"His Vengeance Is Cutting Edge." -Troy Nikolo Ashford "Our destiny is not by chance...it's by choice" - Troy "Nicolo" Ashford "I made my choice..." The saga begins... - Troy N. Ashford "The most riveting independent action film of the year!" - Karen Hyatt, Midtown Projection "Razor Sharpe" is a shot-on-video vanity project for one Troy Nikolo Ashford. Some of his many credits in the movie (writer, stunts, producer, director, etc., his middle name is spelled "Nicolo" with a C, other times "Nikolo" with a K).
It is extremely admirable that TNA (Troy Nikolo Ashford, not the wrestling organization) was able to film this and get it out there. Sure, it's mainly a non-professional production, but somehow he actually got it out there and in to stores. That is very commendable.
TNA plays Justin Sharpe, an action movie star who is kicked off the set of his latest project when he catches an arrow shot from a bow and arrow. His agent calls him "leper boy" and only his "comical roommate" can console him with his comedic stylings. Rik Cooper, his egotistical co-star, doesn't appreciate this very much. Then, Sharpe accepts a job on another set where he is tricked into committing a real-life crime. Somehow he doesn't catch on while a shooting is taking place. Then, Sharpe's girlfriend is kidnapped by thugs and Sharpe is now on the run trying to save her. Add to that two cops following the situation, one of whom looks EXACTLY like embattled golfer Tiger Woods. Will Sharpe cut a swath through through all the baddies in Georgia? Find out tonight! Of course, Ashford casts himself as a movie star, and has at least one unnecessary training sequence (it's before any conflict occurs in the movie, so he's not training FOR anything). He meditates with a bottle of Coca-Cola and takes his shirt off often.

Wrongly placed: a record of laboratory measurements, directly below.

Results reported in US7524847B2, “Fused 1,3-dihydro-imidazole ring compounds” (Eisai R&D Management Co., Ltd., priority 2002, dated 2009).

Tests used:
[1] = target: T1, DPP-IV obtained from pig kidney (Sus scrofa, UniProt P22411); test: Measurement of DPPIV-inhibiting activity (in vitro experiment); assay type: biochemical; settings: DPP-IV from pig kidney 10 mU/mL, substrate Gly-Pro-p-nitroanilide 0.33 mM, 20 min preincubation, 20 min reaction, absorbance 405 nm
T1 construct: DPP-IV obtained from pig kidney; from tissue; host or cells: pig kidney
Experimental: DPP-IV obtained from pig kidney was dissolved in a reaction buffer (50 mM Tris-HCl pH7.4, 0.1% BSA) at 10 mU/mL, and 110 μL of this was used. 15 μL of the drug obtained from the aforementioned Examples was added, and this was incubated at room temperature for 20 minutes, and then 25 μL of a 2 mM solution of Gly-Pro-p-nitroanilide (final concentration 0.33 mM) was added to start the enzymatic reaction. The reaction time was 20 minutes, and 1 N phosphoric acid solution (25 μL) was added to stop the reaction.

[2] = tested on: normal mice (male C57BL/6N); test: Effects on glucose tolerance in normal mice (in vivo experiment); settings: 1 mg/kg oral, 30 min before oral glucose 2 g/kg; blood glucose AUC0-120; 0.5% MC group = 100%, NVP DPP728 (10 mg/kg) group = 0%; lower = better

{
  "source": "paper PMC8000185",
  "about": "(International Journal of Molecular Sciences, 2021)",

During the credits sequence there is a "Razor Sharpe" song. It could have been better. Also, the guns don't really shoot and the actors' outfits change mid-scene, but on the bright side, there are some decent stunts, and the "comical roommate" should be the next Mike Epps and gets off a few good zingers.
Everyone involved seemed to be trying their best, and we truly wish effort alone was worth more in this world, because it is obvious a lot of good effort went into "Razor Sharpe". But there are a lot of choices for action out there, and it seems hard to believe someone would choose "Razor Sharpe" over something else. Like, say, Night of the Kickfighters (1988).
We say congratulations to Mr. Ashford and his worthy effort, but the lack of professionalism and shot-on-video quality is amateurish. Too bad this is his only credit, as he may have improved given some time and experience.
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